5. Connections to Recent Scholarship

5.1 Hammond’s approach to research in this book is interdisciplinary, making it an important work not only for music scholars, but those interested in other fields as well, and he draws on recent scholarship in many disciplines. He consults a number of sources which focus on a particular artist, including Giuseppe Adami’s monograph on the engineer Pietro Paolo Floriani, Patrizia Cavazzini’s edited volume on the painter Agostino Tassi, Jörg Martin Merz’s recent book on Pietro da Cortona, and Richard Wistreich’s recent work on Giulio Cesare Brancaccio.[7] He also looks at recent works on patronage and culture in seventeenth-century Rome, including the volume on the Barberini family and the seventeenth century edited by Lorenza Mochi Onori, Sebastian Schütz, and Francesco Salinas, as well as scholarship on Roman patronage by Claudio Costantini, Marcello Fagiolo dall’Arco, Fiorenza Rangoni Gàl, and Lilian H. Zirpolo.[8]

5.2 In some cases, however, he does not take into account the most current scholarship. The first example of this can be found in his discussions of the 1634 and 1635 spectacles, including the operas Il Sant’Alessio and Erminia sul giordano (p. 91). Hammond is correct in pointing out that these festivities may have had a program meant to dispel the “bad publicity” the Barberinis had attained at the height of the Galileo affair, but he fails to take into account the work of Maria Purciello on this very subject.[9]

5.3 Hammond also makes the very good suggestion in his discussion of La contesa (1631) that the choreography as described in the surviving reports, in conjunction with the engravings of the festivities, shows that this work may well have resembled the celebrations in the dance treatises of Fabritio Caroso or Cesare Negri (pp. 29–34). Unfortunately, Hammond does not expand his point beyond this suggestion. I believe that the works should be compared based on their purpose, rather than just their descriptions and structure. The author does the same in his discussion of Marco Marazzoli’s Le pretensioni del Tebro e del Po, where he states that this work shares many features with staged balletti (pp. 113–16). He even goes so far as to describe the demonic characters who dance, and he provides translations of firsthand accounts of the gilded torches which appeared to flame and the skirts worn by the dancers that glittered with silver like embers and ash. It would first have been appropriate to compare this dance to the one he describes from Il Sant’Alessio in his first book, where he also included an engraving in the 1634 score. Hammond could also have benefitted from my own recent work on the subject of Monteverdi’s Ballo delle ingrate, which includes similar choreography, moralizing song featured with the dance, and even costuming, as skirts were embroidered with flecks of gold.[10] One weakness of this book for musicologists is not the lack of music provided in this book (since, in many cases, none survives), but rather that where there are musical examples or references to specific pieces, particularly those sung by the Cappella Sistina, Hammond’s analysis of the textual significance far outweighs any analysis of the music itself. It is, however, very helpful that he provided modern transcriptions of some of the musical examples from a balletto from La contesa (pp. 42–45) and selections from Le pretension del Tebro e del Po (pp. 116–26).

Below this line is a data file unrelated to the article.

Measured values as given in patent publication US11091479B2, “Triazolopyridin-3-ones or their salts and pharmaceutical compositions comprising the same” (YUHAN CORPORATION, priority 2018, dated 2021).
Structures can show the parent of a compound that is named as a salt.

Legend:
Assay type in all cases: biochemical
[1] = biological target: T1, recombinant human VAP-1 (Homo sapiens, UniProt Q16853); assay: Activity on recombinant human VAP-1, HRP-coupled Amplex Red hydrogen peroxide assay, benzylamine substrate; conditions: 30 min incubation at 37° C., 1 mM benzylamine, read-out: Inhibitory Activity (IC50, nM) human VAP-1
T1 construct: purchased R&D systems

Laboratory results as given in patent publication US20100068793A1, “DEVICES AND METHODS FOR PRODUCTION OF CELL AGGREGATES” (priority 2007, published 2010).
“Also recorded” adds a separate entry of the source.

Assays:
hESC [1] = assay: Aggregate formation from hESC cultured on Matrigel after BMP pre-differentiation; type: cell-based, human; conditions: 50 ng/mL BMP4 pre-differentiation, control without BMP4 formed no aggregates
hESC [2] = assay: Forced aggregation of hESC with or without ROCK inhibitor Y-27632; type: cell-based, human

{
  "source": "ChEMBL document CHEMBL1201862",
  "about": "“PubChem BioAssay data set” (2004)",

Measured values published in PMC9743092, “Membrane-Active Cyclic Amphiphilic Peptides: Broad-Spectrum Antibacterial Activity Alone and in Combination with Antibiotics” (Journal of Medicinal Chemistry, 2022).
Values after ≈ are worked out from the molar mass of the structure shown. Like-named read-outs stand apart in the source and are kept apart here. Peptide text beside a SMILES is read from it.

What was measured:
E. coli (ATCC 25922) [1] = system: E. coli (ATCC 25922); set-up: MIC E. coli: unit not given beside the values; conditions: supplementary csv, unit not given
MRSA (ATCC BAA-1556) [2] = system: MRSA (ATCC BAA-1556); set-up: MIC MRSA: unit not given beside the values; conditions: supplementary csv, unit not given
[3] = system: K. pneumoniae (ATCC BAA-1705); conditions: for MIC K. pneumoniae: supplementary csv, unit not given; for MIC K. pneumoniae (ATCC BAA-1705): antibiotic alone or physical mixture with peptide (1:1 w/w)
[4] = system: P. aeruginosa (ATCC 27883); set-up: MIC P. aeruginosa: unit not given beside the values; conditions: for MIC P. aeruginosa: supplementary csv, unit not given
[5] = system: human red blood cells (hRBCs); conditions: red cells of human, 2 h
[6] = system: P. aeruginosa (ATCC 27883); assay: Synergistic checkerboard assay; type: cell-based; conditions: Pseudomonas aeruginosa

6. Conclusions

6.1 Frederick Hammond’s choice of title for this work, The Ruined Bridge, is wholly appropriate, as it refers to a bridge found on the grounds of the Palazzo Barberini which purposely was made to look as if it was much older and in a state of ruin, thus inspiring the veneration of ruins by Romans and antiquarians of that age. Hammond creates a holistic approach to understanding the symbolic spectacles of the Barberini family that provides an appropriate sequel and ending to the story he began in Music and Spectacle in Baroque Rome. The Barberini nephews knew that their power was limited, but they suggested just the opposite in their musical and dramatic works. This book argues that music was central to the Barberini concept of promoting the power, legitimacy, and authority of the papacy and reigning family as the head of the Catholic faith, even in the face of scandal, war, and the eventual end of a dynasty.